SEC v. Levin Held: The phrase “failure to comply” in Rule 508 specifically refers to a failure to comply with Rules 504 through 506.
Case Brief of: SEC v. Levin (11th Cir. 2017) 849 F.3d 995. (Click to see full case)
Relevant Facts in SEC v. Levin
In SEC v. Levin, Levin raised money for a scheme through private notes. The SEC sued Levin and claimed that the notes were not registered. Levin claimed that the notes were exempt under Rule 504, and if they were not exempt under Rule 504, then the mistakes were forgiven by Rule 508. Rule 508 allowed small mistakes in issuing an exempt security to be forgiven.
About the Law
Rule 508 includes several referenced to how it applies when the issuer has a “failure to comply.” The SEC argues that the term “failure to comply” should refer to failures with all sections of Regulation 5 and should not be restricted to just sections 504-506. At the trial court, the court hears the SEC argument and grants a summary judgement against Levin on the basis of the SEC argument. Levin appeals hoping to overturn that summary judgment.
The court of SEC v. Levin does a careful analysis of the text and determines that “failure to comply” does not refer to the entirety of Section 5. The court reasons that the term “failure to comply” appears in multiple locations, and when the same phrase appears in several locations in the same section, they must have the same meaning. In Rule 508(b), the rule specifically limits the application to a “term, condition or requirement of 230.504, 230.505, or 230.506 will not result in the loss of the exemption from the requirements of section 5 of the Act for any offer or sale to a particular individual or entity, if the person relying on the exemption” satisfies three factors. Because 508(b) is limited to 504, 505 and 506, then the phrase “failure to comply” in the rest of 508 must also refer to 504, 505, and 506.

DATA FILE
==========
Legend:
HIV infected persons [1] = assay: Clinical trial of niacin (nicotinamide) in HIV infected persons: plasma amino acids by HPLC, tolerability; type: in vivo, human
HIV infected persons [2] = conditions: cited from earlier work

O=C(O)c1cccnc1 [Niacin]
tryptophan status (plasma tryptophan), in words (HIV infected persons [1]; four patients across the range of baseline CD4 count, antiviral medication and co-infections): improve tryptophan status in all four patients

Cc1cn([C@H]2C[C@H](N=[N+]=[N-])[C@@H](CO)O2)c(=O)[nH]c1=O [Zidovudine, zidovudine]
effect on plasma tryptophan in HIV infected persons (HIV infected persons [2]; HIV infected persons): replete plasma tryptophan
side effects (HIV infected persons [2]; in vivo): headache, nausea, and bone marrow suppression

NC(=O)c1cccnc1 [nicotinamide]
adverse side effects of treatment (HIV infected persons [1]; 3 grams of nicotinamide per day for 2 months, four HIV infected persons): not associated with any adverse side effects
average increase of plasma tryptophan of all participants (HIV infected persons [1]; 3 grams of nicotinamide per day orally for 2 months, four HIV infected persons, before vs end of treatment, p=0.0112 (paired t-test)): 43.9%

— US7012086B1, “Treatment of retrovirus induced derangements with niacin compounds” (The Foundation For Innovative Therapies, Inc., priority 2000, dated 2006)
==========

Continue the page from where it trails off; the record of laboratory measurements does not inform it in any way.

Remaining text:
Results of the Case.
On this conclusion, the trial court’s ruling in SEC v. Levin must be reversed, and Levin will be permitted to take his case to trial.
Note, winning this argument about the meaning of Rule 508 does not mean that Levin won his case. This only gave Levin the right to have a trial over a material question of fact.